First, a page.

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Old 09-07-2013, 01:50 PM   #7
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Can you quantify how much wind was pushing the seas? I am used to finding things out the hard way, but then again I don't usually push my way out into iffy weather on purpose. I rode out a squall with maybe 30 knots of wind and 5-7 foot seas, on the bow. My only experience with following seas with wind is planed out and running at wave speed between the swells. Can't do that in the Willard :-) I am just trying to get a good idea what it would be like "in case" I don't get a perfect weather pattern for the move. Freeze up is coming, the fall colors are everywhere, time to get things in place for the winter. I have about 35 degrees of rudder, when crossing the Gulf on the way up, the following seas gave the autopilot no issues and it never even got warm. There were a few "weird" issues, the key in the keyway for the rudder was undersized and walked out leaving me briefly rudderless. Fortunately the emergency tiller was aboard and fixing it was easy since the key fell into the bilge. Then coming into Seward the steering wheel came off in my hands. Turns out the shaft of the hydraulic steering is a different size than the hole in the steering wheel, so a brass bushing was installed to mate them. Would have been fine, except the threaded shaft on the steering unit was bypassed and the bushing was pinned with a hole drilled in the shaft. Thusly the wheel was held on by a roll pin on one side of the bushing (not all the way through it) and the nut I thought held on the wheel was decorative. Got out the vise grips to steer with just in case, pinned it back on with an ice pick, and docked with no issues. Drilled the hole all the way through the bushing and pinned both sides, to be properly repaired at a later date. Got to love adventures. Wouldn't have wanted either of them to happen single handing in heavy following seas...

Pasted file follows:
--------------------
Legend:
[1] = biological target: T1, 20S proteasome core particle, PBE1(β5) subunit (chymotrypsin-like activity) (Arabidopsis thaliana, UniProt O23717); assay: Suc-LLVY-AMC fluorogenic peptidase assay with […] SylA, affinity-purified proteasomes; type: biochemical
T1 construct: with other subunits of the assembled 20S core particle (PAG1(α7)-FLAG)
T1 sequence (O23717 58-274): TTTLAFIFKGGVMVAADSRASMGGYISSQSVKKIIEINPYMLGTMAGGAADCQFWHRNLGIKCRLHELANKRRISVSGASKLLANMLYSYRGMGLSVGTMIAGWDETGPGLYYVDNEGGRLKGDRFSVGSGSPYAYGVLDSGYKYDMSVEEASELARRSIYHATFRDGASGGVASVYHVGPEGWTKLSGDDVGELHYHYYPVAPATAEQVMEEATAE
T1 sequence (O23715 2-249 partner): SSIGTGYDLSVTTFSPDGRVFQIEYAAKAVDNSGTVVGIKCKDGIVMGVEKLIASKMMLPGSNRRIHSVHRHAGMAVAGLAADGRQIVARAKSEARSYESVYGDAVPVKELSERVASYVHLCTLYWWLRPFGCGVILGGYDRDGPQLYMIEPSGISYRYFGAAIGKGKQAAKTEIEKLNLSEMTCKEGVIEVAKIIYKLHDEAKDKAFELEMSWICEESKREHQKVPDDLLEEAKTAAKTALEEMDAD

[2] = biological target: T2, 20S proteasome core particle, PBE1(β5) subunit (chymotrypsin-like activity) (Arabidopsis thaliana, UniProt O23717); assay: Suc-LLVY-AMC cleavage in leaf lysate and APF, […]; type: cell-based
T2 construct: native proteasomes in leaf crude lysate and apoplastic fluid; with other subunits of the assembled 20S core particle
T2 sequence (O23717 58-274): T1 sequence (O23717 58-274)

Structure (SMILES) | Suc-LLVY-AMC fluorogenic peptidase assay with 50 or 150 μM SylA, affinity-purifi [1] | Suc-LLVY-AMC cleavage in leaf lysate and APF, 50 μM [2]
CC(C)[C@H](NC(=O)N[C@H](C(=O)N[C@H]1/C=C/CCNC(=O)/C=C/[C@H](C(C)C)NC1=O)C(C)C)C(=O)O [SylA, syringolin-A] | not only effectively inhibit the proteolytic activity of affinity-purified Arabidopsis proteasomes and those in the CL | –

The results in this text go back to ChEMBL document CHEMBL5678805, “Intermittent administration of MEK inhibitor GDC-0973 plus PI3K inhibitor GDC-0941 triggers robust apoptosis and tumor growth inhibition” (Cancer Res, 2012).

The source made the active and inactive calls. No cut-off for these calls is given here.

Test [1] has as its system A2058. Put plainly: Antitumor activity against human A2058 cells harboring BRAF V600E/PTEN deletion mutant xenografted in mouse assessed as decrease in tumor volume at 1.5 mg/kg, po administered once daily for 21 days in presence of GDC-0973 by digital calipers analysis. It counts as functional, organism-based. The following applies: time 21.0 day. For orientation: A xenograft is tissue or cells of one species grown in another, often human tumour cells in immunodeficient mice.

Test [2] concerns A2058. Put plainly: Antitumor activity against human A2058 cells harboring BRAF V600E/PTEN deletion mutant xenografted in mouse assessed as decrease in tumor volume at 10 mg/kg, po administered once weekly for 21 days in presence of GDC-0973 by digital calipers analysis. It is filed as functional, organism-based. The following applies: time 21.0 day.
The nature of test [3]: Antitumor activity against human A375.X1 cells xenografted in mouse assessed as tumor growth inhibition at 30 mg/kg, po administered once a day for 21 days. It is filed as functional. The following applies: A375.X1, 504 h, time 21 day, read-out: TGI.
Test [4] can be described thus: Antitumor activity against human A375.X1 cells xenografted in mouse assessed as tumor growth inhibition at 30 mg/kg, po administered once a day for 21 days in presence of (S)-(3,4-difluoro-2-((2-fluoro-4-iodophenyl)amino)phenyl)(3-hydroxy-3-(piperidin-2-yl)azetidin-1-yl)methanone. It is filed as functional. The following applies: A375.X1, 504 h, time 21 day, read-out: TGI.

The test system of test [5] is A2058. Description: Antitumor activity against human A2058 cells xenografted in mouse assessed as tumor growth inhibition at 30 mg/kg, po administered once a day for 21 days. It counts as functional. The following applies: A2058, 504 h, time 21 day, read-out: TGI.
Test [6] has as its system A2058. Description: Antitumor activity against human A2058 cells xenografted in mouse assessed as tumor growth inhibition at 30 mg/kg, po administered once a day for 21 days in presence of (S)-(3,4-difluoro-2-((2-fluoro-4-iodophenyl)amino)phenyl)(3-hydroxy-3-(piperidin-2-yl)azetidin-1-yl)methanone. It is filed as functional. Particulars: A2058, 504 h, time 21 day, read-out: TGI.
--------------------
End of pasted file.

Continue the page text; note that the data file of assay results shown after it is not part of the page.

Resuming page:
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Old 09-07-2013, 02:40 PM   #8
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it's all about steepness...not size....

Ask locals what size and period makes them uncomfortable in what will be about the only useful guide.

Then you have to see how your boat handles it.

Breaking is also not definitive. Larger sea waves (swells) will look like a crest but it's actually a wind wave on the swell that's foaming and not dangerous (to a point). Once the swells get big enough or in shallow enough water or against a current...then they want to crest and topple...usually that's storm seas/surf and not something any of us plan to be in....
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Old 09-07-2013, 02:53 PM   #9
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I AM a local :-) I am specifically asking "Willard" owners what they have run in, and what they consider their limits for comfort to be. I am trying to avoid being surprised by it when I drive out into it. I have run the Gulf many times in smaller boats and I have been doing this in a 24' Bayliner since 1985. The outflow currents from several bays have a lot of influence several miles offshore along my 30 mile stretch of open water. I am looking for specific information, not the generalities that I am well aware of. Thanks...
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Old 09-07-2013, 05:47 PM   #10
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Wind velocity?

Done 40 knots several times in open water like the straits of Georgia. All the above I've also done in my previous boat also ... Albin 25.

Very little ocean experience. Mostly places like Dixon Entrance that is quite open to the ocean but not really in it.

This is just my trawler experience. Had a friend also w an Albin 25 that would'nt go out in a 25 knot forecast ... or worse. I soon found that one could go in considerably worse conditions safely but frequently uncomfortably.
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Old 09-07-2013, 05:59 PM   #11
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Cannot offer any advice at all, since we don't have such goings on in the river here. But did want to say that I am vacillating between envying you and being glad that it is you rather than me that is going to be doing that. :-)

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Old 09-07-2013, 05:59 PM   #12
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That is helpful. I have a forecast for 15 to 25 knots, with seas running 6-12 feet. Open ocean usually means big swells with light chop on top as the winds diminish, so I will hope for big swells (I love that) with minimal wind on top. Looking good for next week, making plans :-) 40 knots sounds pretty snotty...